One of the most common complaints for people to seek acupuncture care is for headaches. It can be the main symptom, or can accompany other conditions which cause the headache. Most people will experience a headache at some point, and it can affect people of any age or gender.
What causes headaches?
Headaches can be broken down into a few main categories, which also narrows down the cause of the headaches as well:
Tension headaches: one of the most common headaches, this pain can be felt daily. It can be described as tight or stiff and can be on either side of the head. Tension headaches are the result of muscle contractions in the head, usually as a result of stress, eye strain, lack of sleep, or dehydration.
Migraines: can be very severe and last for hours or days and can be associated with nausea, noise/light/odour sensitivity, or stomach pain. The pain is usually felt on one or either side of the head. It can be described as pounding or throbbing pain. While the cause of migraines is not fully understood, a popular theory is that it is a result of changing brain chemistry. Another cause could be the rebounding shift of action from the sympathetic system (the fight or flight state) to the parasympathetic system (the resting state). This shift will cause excessive blood flow to the head which induces heavy pressure upon each heart beat.
Cluster headaches: are less common but can be quite severe, with a burning characteristic. This pain is usually felt behind one or both eyes. It occurs when the trigeminal nerve (main facial nerve) is activated, which then leads to the pain felt in the eye. Research has shown cluster headaches to be generated by the hypothalamus.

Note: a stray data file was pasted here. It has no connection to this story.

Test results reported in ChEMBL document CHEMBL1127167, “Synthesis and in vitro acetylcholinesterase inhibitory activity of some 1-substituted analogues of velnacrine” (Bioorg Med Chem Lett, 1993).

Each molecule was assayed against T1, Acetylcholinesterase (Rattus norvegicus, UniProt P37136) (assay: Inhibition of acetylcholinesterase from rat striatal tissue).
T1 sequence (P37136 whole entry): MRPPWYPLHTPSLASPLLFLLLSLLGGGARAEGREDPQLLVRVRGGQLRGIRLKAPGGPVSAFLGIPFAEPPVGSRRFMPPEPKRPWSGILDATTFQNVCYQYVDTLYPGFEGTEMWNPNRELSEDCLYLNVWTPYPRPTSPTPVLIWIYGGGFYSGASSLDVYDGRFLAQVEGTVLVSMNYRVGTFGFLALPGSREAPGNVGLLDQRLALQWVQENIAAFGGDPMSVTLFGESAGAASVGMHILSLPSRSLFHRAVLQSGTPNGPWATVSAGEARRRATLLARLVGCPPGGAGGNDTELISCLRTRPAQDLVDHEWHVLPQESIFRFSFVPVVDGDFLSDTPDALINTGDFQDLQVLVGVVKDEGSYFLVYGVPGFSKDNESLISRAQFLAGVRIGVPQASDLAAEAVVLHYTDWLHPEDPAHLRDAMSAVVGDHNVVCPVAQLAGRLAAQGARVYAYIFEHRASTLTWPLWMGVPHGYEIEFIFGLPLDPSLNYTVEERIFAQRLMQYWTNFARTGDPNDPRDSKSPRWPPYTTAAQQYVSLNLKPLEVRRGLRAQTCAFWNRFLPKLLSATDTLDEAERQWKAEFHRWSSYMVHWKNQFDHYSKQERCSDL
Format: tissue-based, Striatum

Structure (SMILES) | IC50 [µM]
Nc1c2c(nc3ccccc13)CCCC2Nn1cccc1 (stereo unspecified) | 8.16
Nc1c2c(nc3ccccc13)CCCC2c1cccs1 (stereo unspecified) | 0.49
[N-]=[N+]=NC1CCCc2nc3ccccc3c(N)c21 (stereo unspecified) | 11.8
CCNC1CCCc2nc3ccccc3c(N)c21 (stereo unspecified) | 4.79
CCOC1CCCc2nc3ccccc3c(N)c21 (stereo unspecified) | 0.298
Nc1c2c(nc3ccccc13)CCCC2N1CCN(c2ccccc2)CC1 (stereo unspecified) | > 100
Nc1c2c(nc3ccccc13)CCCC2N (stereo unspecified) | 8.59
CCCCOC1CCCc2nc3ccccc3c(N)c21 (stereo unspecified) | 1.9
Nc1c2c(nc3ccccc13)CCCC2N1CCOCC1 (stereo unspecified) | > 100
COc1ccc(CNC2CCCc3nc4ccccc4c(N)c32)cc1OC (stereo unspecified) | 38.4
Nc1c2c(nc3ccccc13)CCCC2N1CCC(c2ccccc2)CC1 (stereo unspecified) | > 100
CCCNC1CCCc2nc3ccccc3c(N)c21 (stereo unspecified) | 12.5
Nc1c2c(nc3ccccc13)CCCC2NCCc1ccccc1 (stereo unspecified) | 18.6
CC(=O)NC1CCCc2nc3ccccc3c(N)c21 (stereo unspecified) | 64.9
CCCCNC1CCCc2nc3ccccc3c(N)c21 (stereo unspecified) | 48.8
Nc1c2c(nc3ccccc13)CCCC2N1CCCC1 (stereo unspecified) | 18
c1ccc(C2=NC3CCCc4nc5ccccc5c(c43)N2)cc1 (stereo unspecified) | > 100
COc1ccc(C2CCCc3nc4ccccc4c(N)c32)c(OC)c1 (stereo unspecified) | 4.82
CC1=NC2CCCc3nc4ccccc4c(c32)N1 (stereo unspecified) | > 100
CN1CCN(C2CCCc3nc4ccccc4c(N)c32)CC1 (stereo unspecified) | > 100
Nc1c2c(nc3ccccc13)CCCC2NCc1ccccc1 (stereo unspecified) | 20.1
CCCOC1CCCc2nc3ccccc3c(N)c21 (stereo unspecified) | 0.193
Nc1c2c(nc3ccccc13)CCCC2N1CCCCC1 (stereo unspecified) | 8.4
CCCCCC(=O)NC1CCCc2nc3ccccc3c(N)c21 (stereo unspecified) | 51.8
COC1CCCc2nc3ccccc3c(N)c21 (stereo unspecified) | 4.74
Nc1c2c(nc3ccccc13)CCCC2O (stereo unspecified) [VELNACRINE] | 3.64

Sinus headaches: are felt as a deep and constant pain in the forehead, bridge of nose, and cheekbones. Other associated symptoms may be sinus-like symptoms such as nasal discharge, feeling of fullness in the head, swelling. These headaches can also come with the changing of the weather or after a cold. Sinus headaches are caused when bacteria invade the nasal sinuses.
Cervicogenic headaches: are headaches which originate from a pain in the neck or spine, which then transfers to the head. These are common in patients with whiplash, chronic posture issues, or neck/shoulder problems.
How does acupuncture help treat headaches and migraines?
Traditional Chinese Medicine and acupuncture have had a long history in the treatment of headaches and migraines for all of the above categories. Many patients have found long-term relief through acupuncture that was not found through medication, most of which offered only temporary relief. Some headaches are actually caused by medications and leads to a “rebound” headache. The advantage of acupuncture over medication is that it does not have any associated side effects and does virtually no harm. Treatment of the headache or migraine is also focused on prevention of future attacks rather than reducing the pain temporarily.
By inserting fine needles into specific acupuncture points (acupoints) of the body, a healing response is triggered which will help to restore normal function to the head. The treatment varies largely on the type of headache experienced and which factors cause it to manifest. Typically the needles are inserted into the hands, feet, and head. The needling will stimulate the peripheral nervous system to regulate the action of the sympathetic and parasympathetic system. Essentially, it will bring balance to the body. Needling also releases endorphins (a natural painkiller) and reduces Substance P (a pain transmitter).
- Ropper AH, Samuels MA. Chapter 10. Headache and Other Craniofacial Pains. In: Ropper AH, Samuels MA, eds.Adams and Victor’s Principles of Neurology. 9th ed. New York: McGraw-Hill; 2009. www.accessmedicine.com/. Accessed December 27, 2011.
- Goadsby PJ, RaskinNH. Chapter 14. Headache. In: Longo DL, Fauci AS, Kasper DL, Hauser SL, Jameson JL, Loscalzo J, eds. Harrison’s Principles of Internal Medicine. 18th ed. New York: McGraw-Hill; 2012.www.accessmedicine.com/. Accessed December 27, 2011.
- Carlsson J, Fahlcrantz A, Augustinsson LE. Muscle tenderness in tension headache treated with acupuncture or physiotherapy. Cephalalgia 1990;10:131-141.